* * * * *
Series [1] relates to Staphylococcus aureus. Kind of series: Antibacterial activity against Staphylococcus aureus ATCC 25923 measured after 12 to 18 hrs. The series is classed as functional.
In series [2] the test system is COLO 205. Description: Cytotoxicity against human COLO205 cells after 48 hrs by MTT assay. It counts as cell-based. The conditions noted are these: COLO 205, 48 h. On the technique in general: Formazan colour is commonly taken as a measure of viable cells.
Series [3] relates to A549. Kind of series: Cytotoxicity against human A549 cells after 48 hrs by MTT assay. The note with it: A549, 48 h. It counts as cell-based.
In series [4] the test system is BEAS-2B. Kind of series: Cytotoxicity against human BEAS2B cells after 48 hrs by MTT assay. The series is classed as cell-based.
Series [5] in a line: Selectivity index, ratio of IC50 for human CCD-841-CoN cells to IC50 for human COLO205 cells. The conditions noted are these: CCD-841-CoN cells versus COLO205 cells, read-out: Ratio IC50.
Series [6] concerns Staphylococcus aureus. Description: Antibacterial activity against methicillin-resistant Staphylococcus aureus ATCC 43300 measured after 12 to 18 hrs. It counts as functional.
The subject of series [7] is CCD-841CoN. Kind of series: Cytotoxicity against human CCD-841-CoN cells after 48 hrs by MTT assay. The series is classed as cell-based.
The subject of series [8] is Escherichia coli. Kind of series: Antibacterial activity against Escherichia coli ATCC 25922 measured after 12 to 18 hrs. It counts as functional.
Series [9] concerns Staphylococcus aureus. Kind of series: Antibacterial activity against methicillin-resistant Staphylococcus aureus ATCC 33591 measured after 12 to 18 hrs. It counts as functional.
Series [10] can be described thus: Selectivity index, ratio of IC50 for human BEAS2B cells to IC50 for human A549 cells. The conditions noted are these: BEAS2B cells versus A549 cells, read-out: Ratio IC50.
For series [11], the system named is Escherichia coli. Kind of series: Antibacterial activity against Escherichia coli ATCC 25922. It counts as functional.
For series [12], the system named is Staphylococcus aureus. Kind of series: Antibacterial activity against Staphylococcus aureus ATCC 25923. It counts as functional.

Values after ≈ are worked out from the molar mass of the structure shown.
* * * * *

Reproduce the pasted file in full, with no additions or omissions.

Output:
Series [1] relates to Staphylococcus aureus. Kind of series: Antibacterial activity against Staphylococcus aureus ATCC 25923 measured after 12 to 18 hrs. The series is classed as functional.
In series [2] the test system is COLO 205. Description: Cytotoxicity against human COLO205 cells after 48 hrs by MTT assay. It counts as cell-based. The conditions noted are these: COLO 205, 48 h. On the technique in general: Formazan colour is commonly taken as a measure of viable cells.
Series [3] relates to A549. Kind of series: Cytotoxicity against human A549 cells after 48 hrs by MTT assay. The note with it: A549, 48 h. It counts as cell-based.
In series [4] the test system is BEAS-2B. Kind of series: Cytotoxicity against human BEAS2B cells after 48 hrs by MTT assay. The series is classed as cell-based.
Series [5] in a line: Selectivity index, ratio of IC50 for human CCD-841-CoN cells to IC50 for human COLO205 cells. The conditions noted are these: CCD-841-CoN cells versus COLO205 cells, read-out: Ratio IC50.
Series [6] concerns Staphylococcus aureus. Description: Antibacterial activity against methicillin-resistant Staphylococcus aureus ATCC 43300 measured after 12 to 18 hrs. It counts as functional.
The subject of series [7] is CCD-841CoN. Kind of series: Cytotoxicity against human CCD-841-CoN cells after 48 hrs by MTT assay. The series is classed as cell-based.
The subject of series [8] is Escherichia coli. Kind of series: Antibacterial activity against Escherichia coli ATCC 25922 measured after 12 to 18 hrs. It counts as functional.
Series [9] concerns Staphylococcus aureus. Kind of series: Antibacterial activity against methicillin-resistant Staphylococcus aureus ATCC 33591 measured after 12 to 18 hrs. It counts as functional.
Series [10] can be described thus: Selectivity index, ratio of IC50 for human BEAS2B cells to IC50 for human A549 cells. The conditions noted are these: BEAS2B cells versus A549 cells, read-out: Ratio IC50.
For series [11], the system named is Escherichia coli. Kind of series: Antibacterial activity against Escherichia coli ATCC 25922. It counts as functional.
For series [12], the system named is Staphylococcus aureus. Kind of series: Antibacterial activity against Staphylococcus aureus ATCC 25923. It counts as functional.

Values after ≈ are worked out from the molar mass of the structure shown.